But can't government at least shuffle money around? After all, it does something like that in taxing payroll earnings and paying Social Security benefits to the elderly. Yes, the checks go out, but the program is on an unsustainable trajectory. And when you look at the policies redistributionists advance, you see either things with trivial effects or things that are politically inconceivable.

Consider some redistributive policies often advocated. Increasing the minimum wage and expanding the Earned Income Tax Credit — the latter supported by some Republicans — would redistribute income, a little. Rewriting labor laws to show more favor to private sector unions is a political nonstarter and likely wouldn't restore unions to anywhere near their 1950s peak.

What about higher taxes on the rich, the recommendation of French economist Thomas Piketty in his ballyhooed book, "Capital in the Twenty-First Century"? When actor Will Smith was interviewed on French television, he supported the idea in general. But when told that France's top rate was 75 percent, he exclaimed, "Seventy-five! That's different. Well, God bless America." France's socialist government has since lowered the rate.

British Labour party leader Ed Miliband is calling for higher taxes on high earners and "mansions". But again, the redistributive effect looks marginal — unless these measures choke economic growth. You do get more income equality when you destroy wealth. Everyone is worse off.

The fact is, America already has a redistributionist income tax: the top 20 percent of earners pay 84 percent of income tax revenues, and the top 1 percent, with 17 percent of income, pay 46 percent.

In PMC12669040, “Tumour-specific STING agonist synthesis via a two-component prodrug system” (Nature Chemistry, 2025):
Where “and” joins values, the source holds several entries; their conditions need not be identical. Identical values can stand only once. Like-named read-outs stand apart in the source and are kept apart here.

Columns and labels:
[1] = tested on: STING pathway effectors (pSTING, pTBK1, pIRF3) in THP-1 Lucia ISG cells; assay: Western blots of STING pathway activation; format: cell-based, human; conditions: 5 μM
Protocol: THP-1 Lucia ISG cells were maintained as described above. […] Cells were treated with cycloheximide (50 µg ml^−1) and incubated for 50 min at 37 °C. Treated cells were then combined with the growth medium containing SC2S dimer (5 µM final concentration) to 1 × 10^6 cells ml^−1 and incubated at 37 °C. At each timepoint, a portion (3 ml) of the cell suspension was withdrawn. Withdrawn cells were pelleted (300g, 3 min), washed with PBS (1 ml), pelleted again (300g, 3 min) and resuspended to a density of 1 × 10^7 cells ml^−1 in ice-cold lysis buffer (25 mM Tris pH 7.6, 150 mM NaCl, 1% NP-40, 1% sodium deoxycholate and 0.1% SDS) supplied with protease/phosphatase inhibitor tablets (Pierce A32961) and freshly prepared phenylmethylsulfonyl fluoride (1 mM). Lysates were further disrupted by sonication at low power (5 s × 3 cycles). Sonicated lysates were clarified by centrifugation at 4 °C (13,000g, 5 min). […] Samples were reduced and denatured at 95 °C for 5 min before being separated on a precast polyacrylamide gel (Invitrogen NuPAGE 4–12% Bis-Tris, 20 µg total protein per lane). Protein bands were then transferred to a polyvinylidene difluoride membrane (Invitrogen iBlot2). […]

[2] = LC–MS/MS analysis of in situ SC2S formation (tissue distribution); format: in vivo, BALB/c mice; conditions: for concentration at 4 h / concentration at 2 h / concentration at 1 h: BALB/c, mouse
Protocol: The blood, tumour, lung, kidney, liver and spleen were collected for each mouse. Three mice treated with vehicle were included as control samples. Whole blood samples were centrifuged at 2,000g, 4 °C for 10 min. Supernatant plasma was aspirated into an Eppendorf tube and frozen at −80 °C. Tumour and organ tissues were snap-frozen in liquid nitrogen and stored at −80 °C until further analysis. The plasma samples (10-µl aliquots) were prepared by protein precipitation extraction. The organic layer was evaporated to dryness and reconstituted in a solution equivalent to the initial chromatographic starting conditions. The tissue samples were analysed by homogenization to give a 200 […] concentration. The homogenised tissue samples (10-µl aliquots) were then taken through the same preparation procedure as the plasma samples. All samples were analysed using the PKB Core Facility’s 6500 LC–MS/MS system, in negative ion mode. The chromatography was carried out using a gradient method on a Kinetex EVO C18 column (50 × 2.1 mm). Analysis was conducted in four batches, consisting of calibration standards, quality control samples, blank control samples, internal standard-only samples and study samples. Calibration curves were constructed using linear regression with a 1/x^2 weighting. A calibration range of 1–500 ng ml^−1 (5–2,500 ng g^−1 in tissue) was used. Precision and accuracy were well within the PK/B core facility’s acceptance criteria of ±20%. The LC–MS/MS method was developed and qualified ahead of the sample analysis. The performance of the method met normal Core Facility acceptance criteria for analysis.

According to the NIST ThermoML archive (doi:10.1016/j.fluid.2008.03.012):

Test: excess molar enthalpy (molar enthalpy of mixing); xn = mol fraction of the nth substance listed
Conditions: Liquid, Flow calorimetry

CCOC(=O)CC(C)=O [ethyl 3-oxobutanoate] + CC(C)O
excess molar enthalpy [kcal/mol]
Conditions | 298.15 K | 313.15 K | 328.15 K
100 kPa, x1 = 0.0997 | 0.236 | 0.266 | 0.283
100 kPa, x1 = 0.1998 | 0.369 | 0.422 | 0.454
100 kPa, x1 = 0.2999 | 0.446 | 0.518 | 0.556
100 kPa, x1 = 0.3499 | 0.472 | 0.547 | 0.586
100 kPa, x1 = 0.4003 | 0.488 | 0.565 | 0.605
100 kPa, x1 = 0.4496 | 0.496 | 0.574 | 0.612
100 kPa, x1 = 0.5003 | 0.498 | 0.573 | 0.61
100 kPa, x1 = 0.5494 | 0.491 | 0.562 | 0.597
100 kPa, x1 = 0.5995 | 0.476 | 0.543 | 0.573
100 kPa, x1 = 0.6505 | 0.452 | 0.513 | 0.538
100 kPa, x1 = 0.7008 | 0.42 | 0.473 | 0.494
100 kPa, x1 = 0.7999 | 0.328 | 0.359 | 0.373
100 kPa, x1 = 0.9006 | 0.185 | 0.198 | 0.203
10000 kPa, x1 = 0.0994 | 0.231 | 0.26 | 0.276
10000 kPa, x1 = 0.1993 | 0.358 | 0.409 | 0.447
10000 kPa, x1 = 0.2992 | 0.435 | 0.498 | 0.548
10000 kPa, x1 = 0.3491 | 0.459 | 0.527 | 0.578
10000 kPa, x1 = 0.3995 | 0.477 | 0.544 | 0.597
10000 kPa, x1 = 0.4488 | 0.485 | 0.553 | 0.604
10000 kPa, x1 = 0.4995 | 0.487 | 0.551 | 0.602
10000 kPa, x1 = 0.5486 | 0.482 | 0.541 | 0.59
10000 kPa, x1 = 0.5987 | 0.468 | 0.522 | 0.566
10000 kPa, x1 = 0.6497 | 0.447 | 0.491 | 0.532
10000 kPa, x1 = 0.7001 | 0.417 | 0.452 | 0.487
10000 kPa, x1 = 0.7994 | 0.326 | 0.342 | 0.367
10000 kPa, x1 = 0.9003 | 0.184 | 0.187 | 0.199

Americans have an innate sense that it's a mistake to kill the goose that lays the golden eggs. They seem to understand that, if taxes are too high, the affluent will figure out ways to shelter income. In other words, they doubt that a government incapable of building a working website can effectively redistribute income and wealth.

(Syndicated columnist Michael Barone is senior political analyst for The Washington Examiner, is a resident fellow at the American Enterprise Institute, a Fox News Channel contributor and co-author of The Almanac of American Politics.)

Last Updated on Wednesday, 31 December 1969 07:00

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Sanborn — Number 99

What do you think of when you hear the number "99?" It is a fairly significant number and I usually think of going to the 99 Restaurant for a steak and some libations. It also is the number of Carl Edward's stock car in NASCAR, it was Charlie Sheen's uniform number in the movie Major League, Wayne Gretzky's real number, and of course we had Agent 99 in the old TV show "Get Smart." There is also the song "99 Bottles of Beer on the Wall," but maybe we shouldn't go there. One website I was on said "The meaning or symbolism of recurring 99 in your life or in dreams signifies effort must be put forth to complete the current cycle or path" and "The number 99 is also influenced by the vibrational energy of 9 (9 + 9 = 18, 1 + 8 = 9) making it an urgent message from the nonphysical urging you to complete the tasks at hand." Whereas, in real estate, the number $99,000, $199,000, $299,000, or even $399,000 sounds like a deal compared to the next incremental choice. We are really just trying to get someone's attention. In other words, we are urging you to buy this house!

So what can you buy at these price points. Well, I didn't find much at $99,000 as you might expect, but take a look at these great listings and see if you have the urge to complete the task at hand.